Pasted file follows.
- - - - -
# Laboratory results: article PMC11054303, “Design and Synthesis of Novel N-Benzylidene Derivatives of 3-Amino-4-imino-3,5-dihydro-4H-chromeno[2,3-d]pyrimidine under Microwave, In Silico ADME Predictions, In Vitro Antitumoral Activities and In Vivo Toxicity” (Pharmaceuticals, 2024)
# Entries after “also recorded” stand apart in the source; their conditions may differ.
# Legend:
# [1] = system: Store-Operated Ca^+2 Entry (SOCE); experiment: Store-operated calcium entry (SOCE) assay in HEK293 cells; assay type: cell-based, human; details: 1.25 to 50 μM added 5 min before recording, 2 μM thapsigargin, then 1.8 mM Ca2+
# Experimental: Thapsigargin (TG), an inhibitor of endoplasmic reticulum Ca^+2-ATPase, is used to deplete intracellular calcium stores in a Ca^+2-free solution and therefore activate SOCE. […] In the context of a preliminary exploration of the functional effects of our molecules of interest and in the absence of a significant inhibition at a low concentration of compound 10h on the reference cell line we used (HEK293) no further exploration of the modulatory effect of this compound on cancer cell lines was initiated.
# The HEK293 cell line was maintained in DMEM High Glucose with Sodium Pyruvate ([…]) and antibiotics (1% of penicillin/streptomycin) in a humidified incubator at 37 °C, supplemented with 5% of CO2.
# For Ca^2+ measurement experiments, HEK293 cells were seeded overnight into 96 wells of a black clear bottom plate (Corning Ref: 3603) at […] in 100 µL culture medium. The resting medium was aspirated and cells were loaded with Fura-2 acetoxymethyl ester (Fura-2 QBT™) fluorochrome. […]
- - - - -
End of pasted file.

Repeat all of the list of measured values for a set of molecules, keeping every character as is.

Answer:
# Laboratory results: article PMC11054303, “Design and Synthesis of Novel N-Benzylidene Derivatives of 3-Amino-4-imino-3,5-dihydro-4H-chromeno[2,3-d]pyrimidine under Microwave, In Silico ADME Predictions, In Vitro Antitumoral Activities and In Vivo Toxicity” (Pharmaceuticals, 2024)
# Entries after “also recorded” stand apart in the source; their conditions may differ.
# Legend:
# [1] = system: Store-Operated Ca^+2 Entry (SOCE); experiment: Store-operated calcium entry (SOCE) assay in HEK293 cells; assay type: cell-based, human; details: 1.25 to 50 μM added 5 min before recording, 2 μM thapsigargin, then 1.8 mM Ca2+
# Experimental: Thapsigargin (TG), an inhibitor of endoplasmic reticulum Ca^+2-ATPase, is used to deplete intracellular calcium stores in a Ca^+2-free solution and therefore activate SOCE. […] In the context of a preliminary exploration of the functional effects of our molecules of interest and in the absence of a significant inhibition at a low concentration of compound 10h on the reference cell line we used (HEK293) no further exploration of the modulatory effect of this compound on cancer cell lines was initiated.
# The HEK293 cell line was maintained in DMEM High Glucose with Sodium Pyruvate ([…]) and antibiotics (1% of penicillin/streptomycin) in a humidified incubator at 37 °C, supplemented with 5% of CO2.
# For Ca^2+ measurement experiments, HEK293 cells were seeded overnight into 96 wells of a black clear bottom plate (Corning Ref: 3603) at […] in 100 µL culture medium. The resting medium was aspirated and cells were loaded with Fura-2 acetoxymethyl ester (Fura-2 QBT™) fluorochrome. […]